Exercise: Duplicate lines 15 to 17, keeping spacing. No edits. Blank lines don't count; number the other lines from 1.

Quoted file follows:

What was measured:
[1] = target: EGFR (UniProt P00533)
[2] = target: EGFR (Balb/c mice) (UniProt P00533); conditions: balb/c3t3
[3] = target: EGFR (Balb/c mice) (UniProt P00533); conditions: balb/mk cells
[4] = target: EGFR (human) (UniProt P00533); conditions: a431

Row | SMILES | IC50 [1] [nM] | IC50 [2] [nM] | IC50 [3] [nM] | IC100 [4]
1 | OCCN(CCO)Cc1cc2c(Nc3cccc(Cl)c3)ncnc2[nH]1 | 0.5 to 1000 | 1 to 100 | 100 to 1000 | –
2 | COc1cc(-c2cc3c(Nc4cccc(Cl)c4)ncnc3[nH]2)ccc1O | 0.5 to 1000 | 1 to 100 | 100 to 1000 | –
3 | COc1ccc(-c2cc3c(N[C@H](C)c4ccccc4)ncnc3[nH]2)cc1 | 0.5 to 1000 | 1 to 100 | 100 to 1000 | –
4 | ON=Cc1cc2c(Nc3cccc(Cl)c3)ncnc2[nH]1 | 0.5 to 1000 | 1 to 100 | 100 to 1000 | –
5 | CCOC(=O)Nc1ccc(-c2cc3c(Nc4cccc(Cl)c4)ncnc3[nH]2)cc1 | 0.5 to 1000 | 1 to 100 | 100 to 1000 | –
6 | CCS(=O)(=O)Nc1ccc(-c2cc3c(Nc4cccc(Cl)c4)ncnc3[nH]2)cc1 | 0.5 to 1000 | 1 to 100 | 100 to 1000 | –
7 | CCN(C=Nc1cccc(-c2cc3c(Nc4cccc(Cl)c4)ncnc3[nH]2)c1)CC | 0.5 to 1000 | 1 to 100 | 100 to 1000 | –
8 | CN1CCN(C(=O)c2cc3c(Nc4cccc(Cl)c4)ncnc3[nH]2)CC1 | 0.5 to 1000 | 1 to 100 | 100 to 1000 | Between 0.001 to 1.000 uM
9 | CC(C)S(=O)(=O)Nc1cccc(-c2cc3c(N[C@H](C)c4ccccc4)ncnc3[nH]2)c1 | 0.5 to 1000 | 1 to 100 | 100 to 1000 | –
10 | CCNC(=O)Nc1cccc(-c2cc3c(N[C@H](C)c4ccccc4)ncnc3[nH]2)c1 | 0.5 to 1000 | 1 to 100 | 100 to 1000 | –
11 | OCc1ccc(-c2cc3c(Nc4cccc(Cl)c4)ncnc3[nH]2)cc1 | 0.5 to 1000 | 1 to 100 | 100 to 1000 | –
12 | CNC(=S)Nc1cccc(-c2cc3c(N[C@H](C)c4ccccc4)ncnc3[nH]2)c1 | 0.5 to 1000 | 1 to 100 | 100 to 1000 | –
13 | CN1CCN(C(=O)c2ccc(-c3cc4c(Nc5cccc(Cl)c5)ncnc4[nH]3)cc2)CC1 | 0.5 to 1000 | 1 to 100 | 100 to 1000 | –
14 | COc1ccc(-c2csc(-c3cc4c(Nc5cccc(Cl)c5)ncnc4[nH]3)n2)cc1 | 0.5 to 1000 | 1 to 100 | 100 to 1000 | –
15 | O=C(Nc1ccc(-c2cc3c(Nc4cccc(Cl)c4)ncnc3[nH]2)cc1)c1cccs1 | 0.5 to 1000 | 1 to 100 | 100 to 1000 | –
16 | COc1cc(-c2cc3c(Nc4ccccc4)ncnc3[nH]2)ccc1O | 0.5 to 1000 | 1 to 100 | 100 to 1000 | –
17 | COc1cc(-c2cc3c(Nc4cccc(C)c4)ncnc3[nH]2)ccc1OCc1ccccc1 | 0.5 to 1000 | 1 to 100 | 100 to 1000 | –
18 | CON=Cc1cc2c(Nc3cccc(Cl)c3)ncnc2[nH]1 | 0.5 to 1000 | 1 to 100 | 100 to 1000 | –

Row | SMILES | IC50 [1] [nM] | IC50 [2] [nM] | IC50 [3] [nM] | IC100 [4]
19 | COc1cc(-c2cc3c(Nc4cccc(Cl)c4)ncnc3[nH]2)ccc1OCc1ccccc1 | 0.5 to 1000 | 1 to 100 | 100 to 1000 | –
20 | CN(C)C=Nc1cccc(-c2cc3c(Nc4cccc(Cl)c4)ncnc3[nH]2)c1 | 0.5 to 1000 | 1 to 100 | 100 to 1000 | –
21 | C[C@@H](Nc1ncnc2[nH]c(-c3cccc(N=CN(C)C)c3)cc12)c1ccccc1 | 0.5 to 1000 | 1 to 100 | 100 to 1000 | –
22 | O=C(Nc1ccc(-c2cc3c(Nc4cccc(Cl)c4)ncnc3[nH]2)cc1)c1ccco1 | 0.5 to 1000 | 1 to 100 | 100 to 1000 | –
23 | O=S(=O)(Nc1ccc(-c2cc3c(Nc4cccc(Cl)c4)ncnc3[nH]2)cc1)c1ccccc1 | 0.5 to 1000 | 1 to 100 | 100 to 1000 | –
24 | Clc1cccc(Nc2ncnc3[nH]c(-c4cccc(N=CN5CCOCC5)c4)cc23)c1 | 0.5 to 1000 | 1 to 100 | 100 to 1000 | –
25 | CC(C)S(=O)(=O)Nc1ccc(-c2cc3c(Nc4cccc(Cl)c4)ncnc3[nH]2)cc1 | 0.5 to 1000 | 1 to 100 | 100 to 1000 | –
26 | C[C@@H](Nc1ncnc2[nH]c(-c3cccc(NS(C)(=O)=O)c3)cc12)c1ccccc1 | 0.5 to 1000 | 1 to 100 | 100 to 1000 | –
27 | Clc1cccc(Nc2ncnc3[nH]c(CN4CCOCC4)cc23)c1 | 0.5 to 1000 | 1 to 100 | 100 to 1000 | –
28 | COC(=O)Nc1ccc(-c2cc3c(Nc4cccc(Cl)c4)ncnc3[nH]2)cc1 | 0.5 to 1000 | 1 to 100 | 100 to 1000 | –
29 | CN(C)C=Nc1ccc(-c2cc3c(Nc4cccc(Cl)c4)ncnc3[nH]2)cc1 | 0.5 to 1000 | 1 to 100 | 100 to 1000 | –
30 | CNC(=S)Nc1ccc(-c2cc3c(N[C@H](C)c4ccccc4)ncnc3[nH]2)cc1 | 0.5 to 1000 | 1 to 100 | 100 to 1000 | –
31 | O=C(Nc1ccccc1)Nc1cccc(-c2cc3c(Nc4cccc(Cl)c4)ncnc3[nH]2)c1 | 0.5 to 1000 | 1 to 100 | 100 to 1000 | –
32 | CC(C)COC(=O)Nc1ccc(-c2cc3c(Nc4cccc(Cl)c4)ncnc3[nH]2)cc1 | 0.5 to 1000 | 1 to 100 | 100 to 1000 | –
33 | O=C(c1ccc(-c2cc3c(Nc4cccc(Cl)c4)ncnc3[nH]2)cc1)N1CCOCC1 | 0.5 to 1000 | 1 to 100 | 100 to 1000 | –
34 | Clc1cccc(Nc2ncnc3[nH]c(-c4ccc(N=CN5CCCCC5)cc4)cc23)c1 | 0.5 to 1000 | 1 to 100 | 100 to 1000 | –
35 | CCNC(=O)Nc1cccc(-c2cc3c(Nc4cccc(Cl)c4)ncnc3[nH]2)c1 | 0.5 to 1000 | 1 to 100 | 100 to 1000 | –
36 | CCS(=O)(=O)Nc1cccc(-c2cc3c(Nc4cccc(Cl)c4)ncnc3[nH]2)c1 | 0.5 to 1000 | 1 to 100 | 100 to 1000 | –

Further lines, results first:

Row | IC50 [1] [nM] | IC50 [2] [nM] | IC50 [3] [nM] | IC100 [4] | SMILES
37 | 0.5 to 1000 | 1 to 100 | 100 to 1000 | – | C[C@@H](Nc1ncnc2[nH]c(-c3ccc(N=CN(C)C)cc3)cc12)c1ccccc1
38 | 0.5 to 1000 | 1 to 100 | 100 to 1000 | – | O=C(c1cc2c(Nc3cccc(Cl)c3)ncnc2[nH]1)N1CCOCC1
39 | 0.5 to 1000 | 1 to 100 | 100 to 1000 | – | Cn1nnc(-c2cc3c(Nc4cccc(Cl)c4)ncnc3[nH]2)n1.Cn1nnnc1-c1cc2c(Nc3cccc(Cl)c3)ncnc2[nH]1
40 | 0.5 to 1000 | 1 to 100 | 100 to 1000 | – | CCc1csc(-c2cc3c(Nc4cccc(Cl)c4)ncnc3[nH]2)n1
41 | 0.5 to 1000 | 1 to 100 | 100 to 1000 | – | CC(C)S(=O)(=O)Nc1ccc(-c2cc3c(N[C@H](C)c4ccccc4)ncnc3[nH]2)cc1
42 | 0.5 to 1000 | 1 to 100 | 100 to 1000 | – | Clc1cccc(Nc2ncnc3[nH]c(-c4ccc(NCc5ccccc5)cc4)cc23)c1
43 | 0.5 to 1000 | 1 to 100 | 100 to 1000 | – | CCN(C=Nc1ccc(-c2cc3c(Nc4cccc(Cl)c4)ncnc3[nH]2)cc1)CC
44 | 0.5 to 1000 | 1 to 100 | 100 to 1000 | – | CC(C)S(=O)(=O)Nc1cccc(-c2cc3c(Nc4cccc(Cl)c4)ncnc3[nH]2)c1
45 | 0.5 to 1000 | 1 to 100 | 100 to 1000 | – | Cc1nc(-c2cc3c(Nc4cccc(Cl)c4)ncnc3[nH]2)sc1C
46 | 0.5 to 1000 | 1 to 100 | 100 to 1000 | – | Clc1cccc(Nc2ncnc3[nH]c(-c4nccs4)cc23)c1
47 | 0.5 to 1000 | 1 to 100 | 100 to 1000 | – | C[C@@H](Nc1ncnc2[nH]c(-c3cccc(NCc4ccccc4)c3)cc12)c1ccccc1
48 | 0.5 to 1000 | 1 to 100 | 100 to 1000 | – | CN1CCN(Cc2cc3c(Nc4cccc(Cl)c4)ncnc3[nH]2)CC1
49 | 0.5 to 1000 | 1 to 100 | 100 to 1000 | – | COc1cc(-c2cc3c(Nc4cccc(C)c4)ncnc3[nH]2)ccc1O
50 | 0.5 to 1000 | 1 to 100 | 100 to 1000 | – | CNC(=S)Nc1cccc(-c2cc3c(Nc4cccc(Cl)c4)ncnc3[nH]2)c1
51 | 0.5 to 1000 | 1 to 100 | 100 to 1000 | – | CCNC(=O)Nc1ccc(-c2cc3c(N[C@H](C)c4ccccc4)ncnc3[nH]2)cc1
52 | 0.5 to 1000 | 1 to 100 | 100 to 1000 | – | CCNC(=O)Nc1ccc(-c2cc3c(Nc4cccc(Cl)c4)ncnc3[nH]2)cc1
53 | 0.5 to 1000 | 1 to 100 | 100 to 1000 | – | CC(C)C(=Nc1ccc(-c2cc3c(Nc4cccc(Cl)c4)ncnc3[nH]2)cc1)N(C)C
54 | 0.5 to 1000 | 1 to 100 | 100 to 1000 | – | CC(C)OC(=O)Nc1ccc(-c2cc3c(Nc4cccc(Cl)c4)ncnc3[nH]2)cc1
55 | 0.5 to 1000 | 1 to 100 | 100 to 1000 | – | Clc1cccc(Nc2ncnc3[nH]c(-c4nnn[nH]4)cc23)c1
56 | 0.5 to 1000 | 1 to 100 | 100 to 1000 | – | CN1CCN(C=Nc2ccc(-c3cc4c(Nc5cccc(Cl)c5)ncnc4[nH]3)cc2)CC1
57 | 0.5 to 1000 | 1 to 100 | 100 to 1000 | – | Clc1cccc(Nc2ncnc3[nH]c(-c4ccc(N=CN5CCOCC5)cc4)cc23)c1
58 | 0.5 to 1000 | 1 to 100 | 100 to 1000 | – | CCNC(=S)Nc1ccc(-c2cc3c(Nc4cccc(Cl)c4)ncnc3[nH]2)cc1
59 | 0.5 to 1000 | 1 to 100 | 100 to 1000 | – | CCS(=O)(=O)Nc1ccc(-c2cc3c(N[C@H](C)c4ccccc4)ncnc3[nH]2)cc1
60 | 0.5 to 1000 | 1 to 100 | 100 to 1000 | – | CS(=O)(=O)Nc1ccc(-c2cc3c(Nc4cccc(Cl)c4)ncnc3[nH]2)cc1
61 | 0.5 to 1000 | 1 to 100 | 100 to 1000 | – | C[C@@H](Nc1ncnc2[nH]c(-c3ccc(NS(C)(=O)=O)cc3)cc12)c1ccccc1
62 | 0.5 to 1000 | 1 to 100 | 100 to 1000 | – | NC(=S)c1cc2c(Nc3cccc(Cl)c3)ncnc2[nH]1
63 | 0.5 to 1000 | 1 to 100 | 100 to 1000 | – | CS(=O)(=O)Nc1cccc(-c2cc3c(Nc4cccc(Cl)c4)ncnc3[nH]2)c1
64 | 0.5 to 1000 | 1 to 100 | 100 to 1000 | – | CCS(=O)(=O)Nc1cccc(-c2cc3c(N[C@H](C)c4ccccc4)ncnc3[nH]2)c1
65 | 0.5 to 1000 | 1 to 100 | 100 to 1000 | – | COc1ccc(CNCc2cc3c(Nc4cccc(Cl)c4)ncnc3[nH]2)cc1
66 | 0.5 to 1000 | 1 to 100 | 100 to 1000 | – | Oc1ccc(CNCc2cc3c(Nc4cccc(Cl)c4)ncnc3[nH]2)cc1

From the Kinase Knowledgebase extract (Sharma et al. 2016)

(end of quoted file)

9 | CC(C)S(=O)(=O)Nc1cccc(-c2cc3c(N[C@H](C)c4ccccc4)ncnc3[nH]2)c1 | 0.5 to 1000 | 1 to 100 | 100 to 1000 | –
10 | CCNC(=O)Nc1cccc(-c2cc3c(N[C@H](C)c4ccccc4)ncnc3[nH]2)c1 | 0.5 to 1000 | 1 to 100 | 100 to 1000 | –
11 | OCc1ccc(-c2cc3c(Nc4cccc(Cl)c4)ncnc3[nH]2)cc1 | 0.5 to 1000 | 1 to 100 | 100 to 1000 | –